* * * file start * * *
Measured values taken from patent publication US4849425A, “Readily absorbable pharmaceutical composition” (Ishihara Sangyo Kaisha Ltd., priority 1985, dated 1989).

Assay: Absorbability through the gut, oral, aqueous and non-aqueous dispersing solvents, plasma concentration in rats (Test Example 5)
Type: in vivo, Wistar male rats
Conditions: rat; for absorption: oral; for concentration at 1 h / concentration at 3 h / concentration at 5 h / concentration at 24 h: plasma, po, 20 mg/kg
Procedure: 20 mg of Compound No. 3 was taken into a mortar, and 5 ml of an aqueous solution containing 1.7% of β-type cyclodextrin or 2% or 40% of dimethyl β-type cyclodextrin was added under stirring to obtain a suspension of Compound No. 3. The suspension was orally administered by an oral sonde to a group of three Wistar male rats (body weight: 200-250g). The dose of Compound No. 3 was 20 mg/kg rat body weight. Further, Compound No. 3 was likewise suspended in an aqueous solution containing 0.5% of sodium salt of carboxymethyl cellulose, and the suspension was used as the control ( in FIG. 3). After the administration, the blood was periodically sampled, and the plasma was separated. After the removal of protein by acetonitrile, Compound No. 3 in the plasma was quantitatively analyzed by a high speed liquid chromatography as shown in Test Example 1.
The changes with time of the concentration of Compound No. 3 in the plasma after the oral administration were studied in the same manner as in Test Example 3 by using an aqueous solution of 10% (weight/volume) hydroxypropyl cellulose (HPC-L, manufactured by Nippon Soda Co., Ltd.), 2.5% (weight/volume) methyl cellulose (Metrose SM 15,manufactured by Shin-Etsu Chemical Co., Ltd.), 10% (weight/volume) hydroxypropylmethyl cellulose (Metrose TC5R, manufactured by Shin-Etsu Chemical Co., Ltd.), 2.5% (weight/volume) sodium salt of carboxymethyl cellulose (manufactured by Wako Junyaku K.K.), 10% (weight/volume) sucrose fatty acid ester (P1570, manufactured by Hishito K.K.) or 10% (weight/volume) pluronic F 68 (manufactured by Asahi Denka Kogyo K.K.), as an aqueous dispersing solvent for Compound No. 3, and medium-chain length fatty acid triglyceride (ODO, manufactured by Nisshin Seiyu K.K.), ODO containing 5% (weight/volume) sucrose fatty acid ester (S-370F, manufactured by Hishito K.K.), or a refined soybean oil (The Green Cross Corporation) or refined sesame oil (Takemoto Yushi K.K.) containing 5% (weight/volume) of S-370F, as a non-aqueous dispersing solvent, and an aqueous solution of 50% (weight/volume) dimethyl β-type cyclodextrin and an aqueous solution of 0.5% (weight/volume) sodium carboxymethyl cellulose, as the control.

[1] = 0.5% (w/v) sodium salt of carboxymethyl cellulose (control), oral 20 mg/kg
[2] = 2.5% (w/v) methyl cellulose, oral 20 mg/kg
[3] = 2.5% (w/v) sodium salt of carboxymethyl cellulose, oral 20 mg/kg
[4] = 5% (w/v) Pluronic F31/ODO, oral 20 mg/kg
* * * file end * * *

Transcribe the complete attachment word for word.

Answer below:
Measured values taken from patent publication US4849425A, “Readily absorbable pharmaceutical composition” (Ishihara Sangyo Kaisha Ltd., priority 1985, dated 1989).

Assay: Absorbability through the gut, oral, aqueous and non-aqueous dispersing solvents, plasma concentration in rats (Test Example 5)
Type: in vivo, Wistar male rats
Conditions: rat; for absorption: oral; for concentration at 1 h / concentration at 3 h / concentration at 5 h / concentration at 24 h: plasma, po, 20 mg/kg
Procedure: 20 mg of Compound No. 3 was taken into a mortar, and 5 ml of an aqueous solution containing 1.7% of β-type cyclodextrin or 2% or 40% of dimethyl β-type cyclodextrin was added under stirring to obtain a suspension of Compound No. 3. The suspension was orally administered by an oral sonde to a group of three Wistar male rats (body weight: 200-250g). The dose of Compound No. 3 was 20 mg/kg rat body weight. Further, Compound No. 3 was likewise suspended in an aqueous solution containing 0.5% of sodium salt of carboxymethyl cellulose, and the suspension was used as the control ( in FIG. 3). After the administration, the blood was periodically sampled, and the plasma was separated. After the removal of protein by acetonitrile, Compound No. 3 in the plasma was quantitatively analyzed by a high speed liquid chromatography as shown in Test Example 1.
The changes with time of the concentration of Compound No. 3 in the plasma after the oral administration were studied in the same manner as in Test Example 3 by using an aqueous solution of 10% (weight/volume) hydroxypropyl cellulose (HPC-L, manufactured by Nippon Soda Co., Ltd.), 2.5% (weight/volume) methyl cellulose (Metrose SM 15,manufactured by Shin-Etsu Chemical Co., Ltd.), 10% (weight/volume) hydroxypropylmethyl cellulose (Metrose TC5R, manufactured by Shin-Etsu Chemical Co., Ltd.), 2.5% (weight/volume) sodium salt of carboxymethyl cellulose (manufactured by Wako Junyaku K.K.), 10% (weight/volume) sucrose fatty acid ester (P1570, manufactured by Hishito K.K.) or 10% (weight/volume) pluronic F 68 (manufactured by Asahi Denka Kogyo K.K.), as an aqueous dispersing solvent for Compound No. 3, and medium-chain length fatty acid triglyceride (ODO, manufactured by Nisshin Seiyu K.K.), ODO containing 5% (weight/volume) sucrose fatty acid ester (S-370F, manufactured by Hishito K.K.), or a refined soybean oil (The Green Cross Corporation) or refined sesame oil (Takemoto Yushi K.K.) containing 5% (weight/volume) of S-370F, as a non-aqueous dispersing solvent, and an aqueous solution of 50% (weight/volume) dimethyl β-type cyclodextrin and an aqueous solution of 0.5% (weight/volume) sodium carboxymethyl cellulose, as the control.

[1] = 0.5% (w/v) sodium salt of carboxymethyl cellulose (control), oral 20 mg/kg
[2] = 2.5% (w/v) methyl cellulose, oral 20 mg/kg
[3] = 2.5% (w/v) sodium salt of carboxymethyl cellulose, oral 20 mg/kg
[4] = 5% (w/v) Pluronic F31/ODO, oral 20 mg/kg